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Am J Psychiatry. 2006 Mar;163(3):387-95.

PET study examining pharmacokinetics, detection and likeability, and dopamine transporter receptor occupancy of short- and long-acting oral methylphenidate.

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Pediatric Psychopharmacology Unit, Massachusetts General Hospital, Boston, MA 02114, USA.



The abuse potential of methylphenidate has been related to the drug's capacity to produce a rapid onset of blockade of the presynaptic dopamine transporter in the brain. An oral once-a-day osmotic controlled-release formulation of methylphenidate produces a more gradual rise in plasma methylphenidate concentration, compared with immediate-release methylphenidate. The authors hypothesized that osmotic-release methylphenidate would also produce a slower onset of blockade of the presynaptic dopamine transporter and would be associated with a lower risk for detection and likeability, compared to immediate-release methylphenidate.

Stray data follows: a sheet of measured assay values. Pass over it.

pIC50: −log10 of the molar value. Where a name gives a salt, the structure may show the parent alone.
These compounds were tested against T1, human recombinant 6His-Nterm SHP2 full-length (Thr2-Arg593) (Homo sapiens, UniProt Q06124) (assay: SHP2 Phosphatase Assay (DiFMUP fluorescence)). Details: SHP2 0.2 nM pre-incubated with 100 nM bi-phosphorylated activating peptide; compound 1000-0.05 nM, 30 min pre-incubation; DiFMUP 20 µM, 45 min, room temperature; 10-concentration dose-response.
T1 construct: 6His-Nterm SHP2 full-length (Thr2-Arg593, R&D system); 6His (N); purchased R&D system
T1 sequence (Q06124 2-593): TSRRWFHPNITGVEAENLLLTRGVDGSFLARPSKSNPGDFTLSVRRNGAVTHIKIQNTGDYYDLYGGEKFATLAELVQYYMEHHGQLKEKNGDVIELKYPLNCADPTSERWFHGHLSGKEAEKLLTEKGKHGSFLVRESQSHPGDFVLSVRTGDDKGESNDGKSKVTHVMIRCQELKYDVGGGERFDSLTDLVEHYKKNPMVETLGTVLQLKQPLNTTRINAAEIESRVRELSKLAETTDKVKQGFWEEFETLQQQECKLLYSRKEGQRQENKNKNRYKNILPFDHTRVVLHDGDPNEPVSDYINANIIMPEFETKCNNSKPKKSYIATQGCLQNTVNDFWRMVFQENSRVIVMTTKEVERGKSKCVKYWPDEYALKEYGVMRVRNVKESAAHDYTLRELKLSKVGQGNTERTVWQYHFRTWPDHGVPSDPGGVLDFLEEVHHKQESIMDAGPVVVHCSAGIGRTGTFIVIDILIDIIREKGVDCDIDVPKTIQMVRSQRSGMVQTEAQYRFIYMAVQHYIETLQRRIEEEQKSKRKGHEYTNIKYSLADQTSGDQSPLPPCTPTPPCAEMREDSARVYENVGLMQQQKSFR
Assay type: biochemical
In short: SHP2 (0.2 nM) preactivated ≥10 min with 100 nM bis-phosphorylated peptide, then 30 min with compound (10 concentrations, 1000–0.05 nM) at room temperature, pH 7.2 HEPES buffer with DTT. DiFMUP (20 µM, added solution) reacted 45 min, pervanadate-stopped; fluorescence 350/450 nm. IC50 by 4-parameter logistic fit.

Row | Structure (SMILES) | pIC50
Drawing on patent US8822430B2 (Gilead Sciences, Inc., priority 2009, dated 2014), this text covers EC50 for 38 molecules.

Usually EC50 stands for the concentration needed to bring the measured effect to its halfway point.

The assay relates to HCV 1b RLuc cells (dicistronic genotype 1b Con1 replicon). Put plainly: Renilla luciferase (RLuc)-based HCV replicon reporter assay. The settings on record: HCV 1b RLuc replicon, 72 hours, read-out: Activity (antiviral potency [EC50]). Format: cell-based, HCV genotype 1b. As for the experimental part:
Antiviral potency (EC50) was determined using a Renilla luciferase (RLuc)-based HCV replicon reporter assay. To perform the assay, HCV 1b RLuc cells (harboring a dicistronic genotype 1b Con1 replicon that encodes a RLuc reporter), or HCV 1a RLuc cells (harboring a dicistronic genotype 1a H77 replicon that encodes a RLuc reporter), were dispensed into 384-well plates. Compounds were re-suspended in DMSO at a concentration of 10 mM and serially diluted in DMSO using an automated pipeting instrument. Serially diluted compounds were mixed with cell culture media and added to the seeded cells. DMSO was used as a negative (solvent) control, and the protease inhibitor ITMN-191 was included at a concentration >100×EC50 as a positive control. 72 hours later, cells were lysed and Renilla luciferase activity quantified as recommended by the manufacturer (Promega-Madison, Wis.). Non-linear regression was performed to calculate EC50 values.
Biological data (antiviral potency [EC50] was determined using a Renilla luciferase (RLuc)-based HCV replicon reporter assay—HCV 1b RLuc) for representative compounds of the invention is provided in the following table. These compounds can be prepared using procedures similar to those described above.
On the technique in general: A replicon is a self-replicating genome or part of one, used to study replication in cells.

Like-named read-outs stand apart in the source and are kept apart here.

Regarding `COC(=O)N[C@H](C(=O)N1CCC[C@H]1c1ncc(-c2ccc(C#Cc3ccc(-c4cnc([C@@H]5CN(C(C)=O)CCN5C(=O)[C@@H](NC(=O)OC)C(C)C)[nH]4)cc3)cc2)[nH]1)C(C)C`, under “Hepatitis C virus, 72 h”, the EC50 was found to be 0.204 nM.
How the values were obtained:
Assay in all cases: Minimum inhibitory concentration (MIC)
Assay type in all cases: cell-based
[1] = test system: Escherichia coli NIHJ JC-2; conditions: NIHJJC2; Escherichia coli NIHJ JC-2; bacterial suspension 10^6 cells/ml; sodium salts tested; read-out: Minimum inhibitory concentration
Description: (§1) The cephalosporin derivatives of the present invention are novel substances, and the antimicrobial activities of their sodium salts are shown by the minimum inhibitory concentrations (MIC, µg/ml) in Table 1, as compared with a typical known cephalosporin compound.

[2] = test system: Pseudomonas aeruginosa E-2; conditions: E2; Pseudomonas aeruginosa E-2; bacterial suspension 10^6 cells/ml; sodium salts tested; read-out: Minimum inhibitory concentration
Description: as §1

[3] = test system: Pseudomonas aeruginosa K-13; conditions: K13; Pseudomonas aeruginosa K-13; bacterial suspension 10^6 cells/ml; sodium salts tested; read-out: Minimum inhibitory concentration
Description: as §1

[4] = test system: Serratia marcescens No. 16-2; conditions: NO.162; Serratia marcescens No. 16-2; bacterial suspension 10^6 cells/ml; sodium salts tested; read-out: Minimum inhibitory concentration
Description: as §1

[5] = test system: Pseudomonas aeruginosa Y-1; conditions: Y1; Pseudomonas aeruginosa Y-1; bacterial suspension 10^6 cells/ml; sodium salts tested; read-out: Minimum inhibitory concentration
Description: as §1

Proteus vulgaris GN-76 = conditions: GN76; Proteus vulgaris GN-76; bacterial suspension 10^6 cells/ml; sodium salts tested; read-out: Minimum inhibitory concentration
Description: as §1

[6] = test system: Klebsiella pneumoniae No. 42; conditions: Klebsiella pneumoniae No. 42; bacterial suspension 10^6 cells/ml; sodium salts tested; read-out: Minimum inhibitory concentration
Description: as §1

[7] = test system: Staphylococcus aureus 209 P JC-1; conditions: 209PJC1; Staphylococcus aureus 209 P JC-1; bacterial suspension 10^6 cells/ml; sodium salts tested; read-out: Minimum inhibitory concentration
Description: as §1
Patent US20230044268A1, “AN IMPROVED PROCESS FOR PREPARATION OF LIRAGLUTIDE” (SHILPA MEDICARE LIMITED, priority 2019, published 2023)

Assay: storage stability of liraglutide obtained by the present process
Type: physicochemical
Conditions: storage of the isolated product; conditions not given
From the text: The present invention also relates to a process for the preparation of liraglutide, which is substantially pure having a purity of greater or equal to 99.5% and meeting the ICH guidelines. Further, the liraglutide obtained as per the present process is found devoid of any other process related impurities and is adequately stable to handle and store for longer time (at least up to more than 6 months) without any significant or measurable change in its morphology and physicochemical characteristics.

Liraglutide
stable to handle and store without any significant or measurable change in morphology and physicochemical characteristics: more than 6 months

Twelve healthy adults were randomly assigned to receive single doses of immediate-release methylphenidate or osmotic-release methylphenidate. Doses predicted to produce equivalent maximum concentration (C(max)) values were selected (40 mg of immediate-release methylphenidate and 90 mg of osmotic-release methylphenidate). Plasma d-methylphenidate levels and responses to detection/likeability questionnaire items were obtained hourly for 10 hours after administration of methylphenidate on two separate occasions for each subject. Dopamine transporter receptor occupancies were measured at hours 1, 3, 5, and 7 by using a carbon-11-labeled imaging agent (Altropane) and positron emission tomography.


Despite similar C(max) values for both formulations, osmotic-release methylphenidate was associated with a longer time to maximum concentration, longer time to maximum CNS dopamine transporter occupancy, and no detection/likeability, compared with immediate-release methylphenidate.


The findings suggest that the abuse potential of oral methylphenidate is strongly influenced by the rate of delivery and not solely by the magnitude of plasma concentration or brain transporter occupancy. These results advance understanding of the underlying central effects of methylphenidate in humans and identify a potentially less abusable methylphenidate formulation.

[Indexed for MEDLINE]

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